By accounting for a hospital’s natural upward or downward motion in cost of care, a hospital can gain a sense of whether it is facing a headwind or a tailwind when managing episode costs for a given bundle.
What we examined: ArborMetrix’s statistical methods and analysis result in a more reliable estimate of the total cost of care for each hospital in the country for every bundle in which they are eligible to participate.
By comparing this more accurate estimate to the CMS target price for each bundle, we calculate the dollar amount each hospital can expect to gain or lose per patient in every bundle in which they are eligible to participate (absent other interventions to change cost experience). In order to demonstrate the range of expected savings, we look at the top and bottom 10th percentile for each bundle. This analysis gives a sense of the financial ramifications of a favorable or unfavorable target price on a per bundle basis.
This histogram shows the number of BPCI-A eligible hospitals in each per Episode NPRA bucket. Buckets represent the dollar amount participants in this bucket can expect to gain or lose on each episode. This histogram includes each participant’s Per Episode NPRA for the Cardiac Valve bundle, where we found the greatest difference between per episode NPRA in the 10th and 90th percentiles. Hospitals participating with a favorable price in this bundle could expect to earn $4,484 per episode before even considering any changes to their current delivery of care.
What we found: The difference in expected savings per case varies drastically across participants. For example, as shown in Figure 2, comparing the 10th and 90th percentiles in the Cardiac Valve bundle, hospitals with unfavorable target prices will need to improve at least $1,352 per patient to break even, while hospitals with a favorable target price can expect to earn $4,484 per patient before even considering any changes to their current delivery of care.
What this means for individual providers: Current and prospective BPCI-A participants who account for the inefficiencies in CMS’ methodology in their own evaluations and analysis of target prices, episode selection, and performance forecasting have significant opportunities to gain greater savings and reimbursement payments through the program.
By leveraging proven statistical methods to gain a more accurate estimate of their hospital spend on episodes in a given bundle, hospitals and provider groups could realize significant financial savings in bundles they would have not otherwise considered participating, or avoid bundles where they may be fighting an uphill battle.
For example, as shown in Table 1, some Model Years 1 and 2 participants selected unfavorable bundles that might be resulting in situations where, to be successful, they must be able to improve significantly (in some cases more than $2,500 per patient), or risk losing money through participation in this program. On the other hand, participants that selected favorable bundles could expect to earn as much as $5,800 or more per patient before considering any changes to the delivery of care.
Appropriately selecting episodes for future program years using reliable, evidence-based analysis of target price data and performance increases likelihood of program success.
Why this matters to the program overall: CMS’s stated goal of the BPCI-A program is to reduce expenditures and improve quality through a voluntary episode based payment model.1 ArborMetrix’s analysis indicates participants could earn financial incentives in the BPCI-A program before ever making changes to delivery of care.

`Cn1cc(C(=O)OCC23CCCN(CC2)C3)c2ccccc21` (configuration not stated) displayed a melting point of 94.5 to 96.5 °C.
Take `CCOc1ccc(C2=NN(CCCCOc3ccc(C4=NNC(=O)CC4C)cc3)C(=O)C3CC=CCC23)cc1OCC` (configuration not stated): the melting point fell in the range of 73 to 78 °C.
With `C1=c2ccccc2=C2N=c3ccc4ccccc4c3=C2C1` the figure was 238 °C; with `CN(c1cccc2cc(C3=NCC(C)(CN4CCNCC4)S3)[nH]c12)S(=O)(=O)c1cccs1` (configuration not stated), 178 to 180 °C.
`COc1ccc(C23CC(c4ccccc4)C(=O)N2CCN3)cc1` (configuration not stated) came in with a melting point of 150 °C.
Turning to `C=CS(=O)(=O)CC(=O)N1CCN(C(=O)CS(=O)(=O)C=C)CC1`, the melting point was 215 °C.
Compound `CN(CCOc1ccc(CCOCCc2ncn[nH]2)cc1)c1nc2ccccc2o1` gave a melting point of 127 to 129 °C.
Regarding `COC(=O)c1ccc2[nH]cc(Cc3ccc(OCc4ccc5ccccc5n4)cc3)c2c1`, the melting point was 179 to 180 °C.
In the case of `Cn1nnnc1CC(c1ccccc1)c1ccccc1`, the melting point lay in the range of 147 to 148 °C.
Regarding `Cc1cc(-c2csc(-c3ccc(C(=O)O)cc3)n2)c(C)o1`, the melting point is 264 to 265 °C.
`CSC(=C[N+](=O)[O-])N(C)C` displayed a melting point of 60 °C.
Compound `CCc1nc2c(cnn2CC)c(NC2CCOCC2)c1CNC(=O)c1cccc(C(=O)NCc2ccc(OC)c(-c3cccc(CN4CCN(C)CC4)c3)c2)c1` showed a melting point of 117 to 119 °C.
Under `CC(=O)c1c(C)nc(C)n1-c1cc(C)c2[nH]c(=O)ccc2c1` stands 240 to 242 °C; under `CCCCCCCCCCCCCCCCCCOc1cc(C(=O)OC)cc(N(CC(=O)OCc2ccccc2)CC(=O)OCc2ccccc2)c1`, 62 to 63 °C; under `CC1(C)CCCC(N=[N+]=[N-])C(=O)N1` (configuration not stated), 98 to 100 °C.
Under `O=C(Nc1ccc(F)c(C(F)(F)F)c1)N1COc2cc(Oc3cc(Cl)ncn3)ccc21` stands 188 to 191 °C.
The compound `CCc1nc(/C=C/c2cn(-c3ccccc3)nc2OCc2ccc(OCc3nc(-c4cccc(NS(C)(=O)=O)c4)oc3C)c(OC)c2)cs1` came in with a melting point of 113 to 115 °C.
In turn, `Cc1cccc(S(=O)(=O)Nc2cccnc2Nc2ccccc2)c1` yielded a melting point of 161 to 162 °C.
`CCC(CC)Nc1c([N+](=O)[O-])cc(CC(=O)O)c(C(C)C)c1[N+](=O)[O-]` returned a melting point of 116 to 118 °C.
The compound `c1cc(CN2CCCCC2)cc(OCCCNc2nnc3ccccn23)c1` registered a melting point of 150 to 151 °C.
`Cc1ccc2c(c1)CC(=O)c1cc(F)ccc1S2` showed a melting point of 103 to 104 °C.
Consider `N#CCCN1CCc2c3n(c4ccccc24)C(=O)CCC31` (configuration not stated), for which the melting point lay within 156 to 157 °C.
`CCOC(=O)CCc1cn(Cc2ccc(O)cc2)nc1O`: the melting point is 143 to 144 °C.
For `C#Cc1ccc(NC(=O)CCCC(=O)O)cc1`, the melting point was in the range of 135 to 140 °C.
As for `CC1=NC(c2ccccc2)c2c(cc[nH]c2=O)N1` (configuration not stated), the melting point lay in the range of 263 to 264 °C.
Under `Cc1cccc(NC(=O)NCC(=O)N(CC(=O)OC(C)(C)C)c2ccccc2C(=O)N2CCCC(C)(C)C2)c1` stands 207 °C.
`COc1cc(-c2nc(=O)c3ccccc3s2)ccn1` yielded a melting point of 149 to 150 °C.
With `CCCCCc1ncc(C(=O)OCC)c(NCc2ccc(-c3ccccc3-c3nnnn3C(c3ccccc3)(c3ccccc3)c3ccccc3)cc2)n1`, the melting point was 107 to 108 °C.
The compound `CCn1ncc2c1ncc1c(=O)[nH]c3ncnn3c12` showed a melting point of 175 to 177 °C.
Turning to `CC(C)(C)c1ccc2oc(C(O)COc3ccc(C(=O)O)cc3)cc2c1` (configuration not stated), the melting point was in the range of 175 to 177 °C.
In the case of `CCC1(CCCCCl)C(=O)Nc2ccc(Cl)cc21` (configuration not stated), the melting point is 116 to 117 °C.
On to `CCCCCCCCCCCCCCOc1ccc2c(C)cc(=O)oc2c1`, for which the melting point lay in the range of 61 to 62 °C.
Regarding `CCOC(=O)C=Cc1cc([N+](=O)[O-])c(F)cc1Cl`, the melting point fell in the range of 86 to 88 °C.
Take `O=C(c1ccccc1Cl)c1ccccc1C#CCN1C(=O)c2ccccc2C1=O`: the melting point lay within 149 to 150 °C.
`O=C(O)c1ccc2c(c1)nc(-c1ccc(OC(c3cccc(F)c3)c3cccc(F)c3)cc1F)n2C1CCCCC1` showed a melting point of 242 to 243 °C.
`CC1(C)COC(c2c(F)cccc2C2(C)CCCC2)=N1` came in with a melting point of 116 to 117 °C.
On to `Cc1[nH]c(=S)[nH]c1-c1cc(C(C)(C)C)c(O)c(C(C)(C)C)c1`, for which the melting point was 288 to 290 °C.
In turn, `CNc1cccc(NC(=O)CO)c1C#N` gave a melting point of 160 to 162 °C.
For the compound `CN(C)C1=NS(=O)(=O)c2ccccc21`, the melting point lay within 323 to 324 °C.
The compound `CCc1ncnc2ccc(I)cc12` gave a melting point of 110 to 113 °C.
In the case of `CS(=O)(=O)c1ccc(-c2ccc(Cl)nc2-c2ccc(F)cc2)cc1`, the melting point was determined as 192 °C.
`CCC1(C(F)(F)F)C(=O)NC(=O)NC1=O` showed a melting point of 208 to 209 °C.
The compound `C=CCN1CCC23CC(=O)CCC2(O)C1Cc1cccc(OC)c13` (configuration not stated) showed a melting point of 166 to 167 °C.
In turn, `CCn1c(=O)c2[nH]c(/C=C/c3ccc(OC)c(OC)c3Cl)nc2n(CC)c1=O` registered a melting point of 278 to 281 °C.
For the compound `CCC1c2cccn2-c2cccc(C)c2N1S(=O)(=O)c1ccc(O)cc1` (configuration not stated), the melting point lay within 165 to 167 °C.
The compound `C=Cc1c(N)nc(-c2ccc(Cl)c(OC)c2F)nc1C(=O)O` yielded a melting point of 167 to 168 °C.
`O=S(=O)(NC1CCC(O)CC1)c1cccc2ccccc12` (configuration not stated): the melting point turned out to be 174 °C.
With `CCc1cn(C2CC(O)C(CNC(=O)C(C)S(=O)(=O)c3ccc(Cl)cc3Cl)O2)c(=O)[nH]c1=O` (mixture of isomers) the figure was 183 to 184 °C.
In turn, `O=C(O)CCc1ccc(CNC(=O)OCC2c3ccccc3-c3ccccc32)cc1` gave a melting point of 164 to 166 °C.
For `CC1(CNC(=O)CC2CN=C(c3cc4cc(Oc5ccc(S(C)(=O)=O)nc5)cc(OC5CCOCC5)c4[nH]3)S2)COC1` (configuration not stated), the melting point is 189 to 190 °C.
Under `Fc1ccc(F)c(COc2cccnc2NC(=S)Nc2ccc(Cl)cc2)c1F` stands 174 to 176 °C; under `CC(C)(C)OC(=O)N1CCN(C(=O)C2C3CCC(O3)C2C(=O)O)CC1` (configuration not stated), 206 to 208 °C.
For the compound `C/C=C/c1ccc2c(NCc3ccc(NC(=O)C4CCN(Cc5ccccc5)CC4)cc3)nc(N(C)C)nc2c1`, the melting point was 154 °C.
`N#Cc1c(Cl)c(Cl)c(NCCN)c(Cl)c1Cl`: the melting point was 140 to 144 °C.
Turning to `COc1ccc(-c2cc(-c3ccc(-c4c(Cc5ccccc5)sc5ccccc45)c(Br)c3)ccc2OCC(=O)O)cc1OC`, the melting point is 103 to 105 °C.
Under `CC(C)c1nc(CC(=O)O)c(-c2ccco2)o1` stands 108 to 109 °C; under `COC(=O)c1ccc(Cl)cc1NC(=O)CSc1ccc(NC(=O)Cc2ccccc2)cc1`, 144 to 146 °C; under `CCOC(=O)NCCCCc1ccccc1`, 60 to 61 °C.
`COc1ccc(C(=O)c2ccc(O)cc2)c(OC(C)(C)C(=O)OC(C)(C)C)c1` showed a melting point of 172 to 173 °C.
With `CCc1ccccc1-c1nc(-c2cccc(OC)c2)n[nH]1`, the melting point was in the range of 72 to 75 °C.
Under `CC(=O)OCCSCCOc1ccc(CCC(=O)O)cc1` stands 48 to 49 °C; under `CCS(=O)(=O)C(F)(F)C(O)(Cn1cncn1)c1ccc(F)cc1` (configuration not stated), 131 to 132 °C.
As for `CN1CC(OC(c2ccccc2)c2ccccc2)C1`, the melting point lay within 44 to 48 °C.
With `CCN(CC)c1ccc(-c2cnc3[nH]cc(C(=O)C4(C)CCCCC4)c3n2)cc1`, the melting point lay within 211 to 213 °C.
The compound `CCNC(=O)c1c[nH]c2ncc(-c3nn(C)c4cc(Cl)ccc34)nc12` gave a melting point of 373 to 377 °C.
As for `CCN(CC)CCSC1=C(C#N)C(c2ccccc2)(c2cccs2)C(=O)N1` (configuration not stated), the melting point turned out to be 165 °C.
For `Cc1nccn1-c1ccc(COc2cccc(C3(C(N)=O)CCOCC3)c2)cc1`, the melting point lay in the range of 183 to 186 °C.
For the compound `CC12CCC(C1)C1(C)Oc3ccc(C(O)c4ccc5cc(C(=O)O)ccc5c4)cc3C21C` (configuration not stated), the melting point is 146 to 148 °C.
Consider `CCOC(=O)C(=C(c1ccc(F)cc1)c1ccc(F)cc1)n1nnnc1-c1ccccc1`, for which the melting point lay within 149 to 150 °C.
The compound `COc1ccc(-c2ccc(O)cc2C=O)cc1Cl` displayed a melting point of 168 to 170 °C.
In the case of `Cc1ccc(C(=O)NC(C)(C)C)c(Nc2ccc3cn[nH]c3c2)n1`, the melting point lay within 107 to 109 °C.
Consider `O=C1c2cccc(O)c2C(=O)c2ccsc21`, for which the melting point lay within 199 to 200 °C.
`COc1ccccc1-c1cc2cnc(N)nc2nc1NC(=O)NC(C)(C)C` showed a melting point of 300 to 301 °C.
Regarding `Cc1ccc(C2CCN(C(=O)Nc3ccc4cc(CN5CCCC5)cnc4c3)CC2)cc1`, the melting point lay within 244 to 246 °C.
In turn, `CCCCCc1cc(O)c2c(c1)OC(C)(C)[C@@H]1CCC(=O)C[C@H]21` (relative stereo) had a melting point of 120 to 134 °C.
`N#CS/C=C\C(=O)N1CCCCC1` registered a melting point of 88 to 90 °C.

These opportunities illustrate the challenges inherent in the methodologies used for setting target prices. Adjusting for sample size variability and hospital-specific efficiency trends might represent an opportunity for CMS to set target prices more reflective of true performance at program start. This would more accurately measure true performance improvement and reward participants that can actually reduce expenditures.
There are inherent challenges and limitations in setting target prices for bundled payment programs.
For future Model Years, current and prospective BPCI-A participants have an opportunity to realize significant financial savings by participating in bundles they would have not otherwise considered, or avoiding bundles where they may be fighting an uphill battle to succeed. To do this, they should leverage proven statistical methods and powerful analytics to gain a more accurate estimate of their hospital spend on episodes in a given bundle. Appropriate risk/episode selection is key to success.
ArborMetrix advances healthcare through data science by transforming data into insights for decision-making. Our healthcare analytics solutions deliver clinically-rich and relevant evidence at the level of precision needed to measure and improve clinical outcomes, advance care, and optimize performance.
Whether you are already participating in BPCI-A or are preparing to apply, with or without a convener, ArborMetrix can help you gain more savings in the program and right-size your investment in BPCI-A services. Our unique BPCI-A episode analytics and performance monitoring helps you identify bundles where you will succeed regardless of whether you improve, and then assess your performance in real-time on bundles you do select to improve incrementally and achieve even greater results.
By investing strategically in data and analytics that eliminate uncertainty and bridge the gap between your clinical expertise and bundled payment analytics, you will come away with confidence in your BPCI-A performance.
Learn more at ArborMetrix.com/bpci-advanced.
1. BPCI Advanced. Centers for Medicare and Medicaid Services. innovation.cms.gov. Accessed April 2019.
2. ‘Pricing Methodology for Clinicians and Administrators.” Bundled Payments for Care Improvement Advanced. Centers for Medicare and Medicaid Services. innovation.cms.gov. June 2018.
3. Dimick, J.B., Staiger, D.O., & Birkmeyer, J.D. (2010). Ranking hospitals on surgical mortality: The importance of reliability adjustment. Health Services Research, 45 (6), 1614-1629. doi: 10.1111/j.1475-6773.2010.01158.
4. Analysis performed by ArborMetrix based on BPCI-A participation data and Limited Data Sets from the Centers for Medicare and Medicaid Services.